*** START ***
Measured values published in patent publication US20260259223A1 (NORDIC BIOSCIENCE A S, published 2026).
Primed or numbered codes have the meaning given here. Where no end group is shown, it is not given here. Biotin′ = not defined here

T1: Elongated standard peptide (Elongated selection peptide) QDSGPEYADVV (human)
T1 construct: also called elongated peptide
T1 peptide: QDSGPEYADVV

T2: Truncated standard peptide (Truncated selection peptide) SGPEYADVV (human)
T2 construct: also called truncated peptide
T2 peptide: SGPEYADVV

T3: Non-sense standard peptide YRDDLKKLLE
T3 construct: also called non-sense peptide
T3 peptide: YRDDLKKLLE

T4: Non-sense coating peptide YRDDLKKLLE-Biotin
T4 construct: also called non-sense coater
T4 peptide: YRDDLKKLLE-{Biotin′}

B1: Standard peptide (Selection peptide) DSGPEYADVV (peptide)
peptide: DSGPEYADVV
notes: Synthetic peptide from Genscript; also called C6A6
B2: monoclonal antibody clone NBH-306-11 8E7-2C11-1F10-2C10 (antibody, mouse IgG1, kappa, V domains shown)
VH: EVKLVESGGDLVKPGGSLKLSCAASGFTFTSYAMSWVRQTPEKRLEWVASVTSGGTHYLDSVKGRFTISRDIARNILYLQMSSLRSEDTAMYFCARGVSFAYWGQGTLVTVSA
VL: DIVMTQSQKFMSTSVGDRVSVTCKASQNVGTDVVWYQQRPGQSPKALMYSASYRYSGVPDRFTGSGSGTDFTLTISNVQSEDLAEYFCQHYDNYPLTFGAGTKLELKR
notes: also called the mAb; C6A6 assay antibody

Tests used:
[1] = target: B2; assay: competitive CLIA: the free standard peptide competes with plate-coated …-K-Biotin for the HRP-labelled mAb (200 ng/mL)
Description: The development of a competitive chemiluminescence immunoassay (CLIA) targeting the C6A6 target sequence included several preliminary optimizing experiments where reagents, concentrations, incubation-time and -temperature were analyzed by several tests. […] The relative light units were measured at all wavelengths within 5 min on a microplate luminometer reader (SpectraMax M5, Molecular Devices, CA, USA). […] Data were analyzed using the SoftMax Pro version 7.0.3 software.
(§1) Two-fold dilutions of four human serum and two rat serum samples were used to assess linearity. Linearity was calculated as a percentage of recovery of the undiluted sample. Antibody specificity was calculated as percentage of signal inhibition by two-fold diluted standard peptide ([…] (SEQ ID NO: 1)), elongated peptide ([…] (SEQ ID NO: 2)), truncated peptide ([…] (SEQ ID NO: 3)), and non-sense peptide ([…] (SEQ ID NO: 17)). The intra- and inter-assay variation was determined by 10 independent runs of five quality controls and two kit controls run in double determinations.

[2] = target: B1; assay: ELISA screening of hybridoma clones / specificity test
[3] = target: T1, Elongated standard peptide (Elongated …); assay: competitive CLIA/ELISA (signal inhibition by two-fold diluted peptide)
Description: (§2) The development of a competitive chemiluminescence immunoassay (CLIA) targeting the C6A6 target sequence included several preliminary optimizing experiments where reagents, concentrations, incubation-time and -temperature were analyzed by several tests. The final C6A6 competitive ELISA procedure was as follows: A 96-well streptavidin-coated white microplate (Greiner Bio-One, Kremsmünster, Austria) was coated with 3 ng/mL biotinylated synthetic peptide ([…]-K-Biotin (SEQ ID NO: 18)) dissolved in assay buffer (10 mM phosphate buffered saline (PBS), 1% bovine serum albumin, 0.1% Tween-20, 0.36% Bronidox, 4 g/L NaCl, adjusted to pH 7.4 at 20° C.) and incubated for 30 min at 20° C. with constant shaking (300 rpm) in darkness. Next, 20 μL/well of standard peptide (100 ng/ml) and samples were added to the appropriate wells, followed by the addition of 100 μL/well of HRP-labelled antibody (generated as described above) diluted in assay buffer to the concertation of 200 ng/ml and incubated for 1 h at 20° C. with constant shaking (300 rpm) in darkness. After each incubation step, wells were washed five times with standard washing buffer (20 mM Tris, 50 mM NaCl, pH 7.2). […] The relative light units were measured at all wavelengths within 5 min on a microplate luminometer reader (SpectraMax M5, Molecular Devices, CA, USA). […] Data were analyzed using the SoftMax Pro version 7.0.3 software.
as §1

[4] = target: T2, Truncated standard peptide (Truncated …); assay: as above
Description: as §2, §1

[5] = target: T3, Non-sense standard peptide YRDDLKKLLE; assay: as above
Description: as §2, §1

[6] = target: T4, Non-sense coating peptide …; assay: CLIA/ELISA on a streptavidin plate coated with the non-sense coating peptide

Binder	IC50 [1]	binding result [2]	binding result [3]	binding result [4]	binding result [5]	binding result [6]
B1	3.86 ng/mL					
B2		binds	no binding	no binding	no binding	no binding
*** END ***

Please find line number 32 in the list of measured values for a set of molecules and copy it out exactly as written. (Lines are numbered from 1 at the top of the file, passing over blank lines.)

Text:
[5] = target: T3, Non-sense standard peptide YRDDLKKLLE; assay: as above